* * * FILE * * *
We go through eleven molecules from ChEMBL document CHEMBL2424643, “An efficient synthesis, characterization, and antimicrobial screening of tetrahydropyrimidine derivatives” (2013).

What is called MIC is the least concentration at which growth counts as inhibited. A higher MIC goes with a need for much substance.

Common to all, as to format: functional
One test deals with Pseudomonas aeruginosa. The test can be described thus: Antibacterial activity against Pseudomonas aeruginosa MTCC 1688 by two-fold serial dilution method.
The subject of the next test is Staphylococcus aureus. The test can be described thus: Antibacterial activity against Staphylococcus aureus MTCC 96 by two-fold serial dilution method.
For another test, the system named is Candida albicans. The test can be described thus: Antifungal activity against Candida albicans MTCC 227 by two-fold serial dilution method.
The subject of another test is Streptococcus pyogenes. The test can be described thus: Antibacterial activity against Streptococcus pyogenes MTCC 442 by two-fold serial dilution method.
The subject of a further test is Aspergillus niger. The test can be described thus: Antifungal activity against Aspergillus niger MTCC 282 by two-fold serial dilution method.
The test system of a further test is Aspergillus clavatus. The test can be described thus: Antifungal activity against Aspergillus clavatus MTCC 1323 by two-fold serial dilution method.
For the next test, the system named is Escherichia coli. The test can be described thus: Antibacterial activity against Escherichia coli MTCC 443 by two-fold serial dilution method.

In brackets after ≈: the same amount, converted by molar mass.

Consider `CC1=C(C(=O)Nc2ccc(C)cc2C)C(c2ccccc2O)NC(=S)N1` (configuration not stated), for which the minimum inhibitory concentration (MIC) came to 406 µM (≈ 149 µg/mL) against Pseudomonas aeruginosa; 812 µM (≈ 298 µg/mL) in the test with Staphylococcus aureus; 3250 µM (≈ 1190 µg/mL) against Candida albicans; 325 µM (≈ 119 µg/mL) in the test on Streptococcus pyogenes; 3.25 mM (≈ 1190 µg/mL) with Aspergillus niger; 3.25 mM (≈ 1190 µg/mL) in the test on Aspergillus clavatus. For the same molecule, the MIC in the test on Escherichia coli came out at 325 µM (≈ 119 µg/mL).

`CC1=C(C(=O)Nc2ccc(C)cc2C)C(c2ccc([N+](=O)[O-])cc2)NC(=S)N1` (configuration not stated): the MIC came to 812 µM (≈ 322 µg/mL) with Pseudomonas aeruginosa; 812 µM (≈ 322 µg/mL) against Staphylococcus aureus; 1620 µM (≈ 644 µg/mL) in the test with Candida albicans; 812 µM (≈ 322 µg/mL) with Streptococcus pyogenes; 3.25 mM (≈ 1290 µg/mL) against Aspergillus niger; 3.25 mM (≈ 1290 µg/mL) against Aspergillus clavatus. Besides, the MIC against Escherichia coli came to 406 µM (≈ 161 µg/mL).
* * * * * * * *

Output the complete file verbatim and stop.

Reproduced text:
We go through eleven molecules from ChEMBL document CHEMBL2424643, “An efficient synthesis, characterization, and antimicrobial screening of tetrahydropyrimidine derivatives” (2013).

What is called MIC is the least concentration at which growth counts as inhibited. A higher MIC goes with a need for much substance.

Common to all, as to format: functional
One test deals with Pseudomonas aeruginosa. The test can be described thus: Antibacterial activity against Pseudomonas aeruginosa MTCC 1688 by two-fold serial dilution method.
The subject of the next test is Staphylococcus aureus. The test can be described thus: Antibacterial activity against Staphylococcus aureus MTCC 96 by two-fold serial dilution method.
For another test, the system named is Candida albicans. The test can be described thus: Antifungal activity against Candida albicans MTCC 227 by two-fold serial dilution method.
The subject of another test is Streptococcus pyogenes. The test can be described thus: Antibacterial activity against Streptococcus pyogenes MTCC 442 by two-fold serial dilution method.
The subject of a further test is Aspergillus niger. The test can be described thus: Antifungal activity against Aspergillus niger MTCC 282 by two-fold serial dilution method.
The test system of a further test is Aspergillus clavatus. The test can be described thus: Antifungal activity against Aspergillus clavatus MTCC 1323 by two-fold serial dilution method.
For the next test, the system named is Escherichia coli. The test can be described thus: Antibacterial activity against Escherichia coli MTCC 443 by two-fold serial dilution method.

In brackets after ≈: the same amount, converted by molar mass.

Consider `CC1=C(C(=O)Nc2ccc(C)cc2C)C(c2ccccc2O)NC(=S)N1` (configuration not stated), for which the minimum inhibitory concentration (MIC) came to 406 µM (≈ 149 µg/mL) against Pseudomonas aeruginosa; 812 µM (≈ 298 µg/mL) in the test with Staphylococcus aureus; 3250 µM (≈ 1190 µg/mL) against Candida albicans; 325 µM (≈ 119 µg/mL) in the test on Streptococcus pyogenes; 3.25 mM (≈ 1190 µg/mL) with Aspergillus niger; 3.25 mM (≈ 1190 µg/mL) in the test on Aspergillus clavatus. For the same molecule, the MIC in the test on Escherichia coli came out at 325 µM (≈ 119 µg/mL).

`CC1=C(C(=O)Nc2ccc(C)cc2C)C(c2ccc([N+](=O)[O-])cc2)NC(=S)N1` (configuration not stated): the MIC came to 812 µM (≈ 322 µg/mL) with Pseudomonas aeruginosa; 812 µM (≈ 322 µg/mL) against Staphylococcus aureus; 1620 µM (≈ 644 µg/mL) in the test with Candida albicans; 812 µM (≈ 322 µg/mL) with Streptococcus pyogenes; 3.25 mM (≈ 1290 µg/mL) against Aspergillus niger; 3.25 mM (≈ 1290 µg/mL) against Aspergillus clavatus. Besides, the MIC against Escherichia coli came to 406 µM (≈ 161 µg/mL).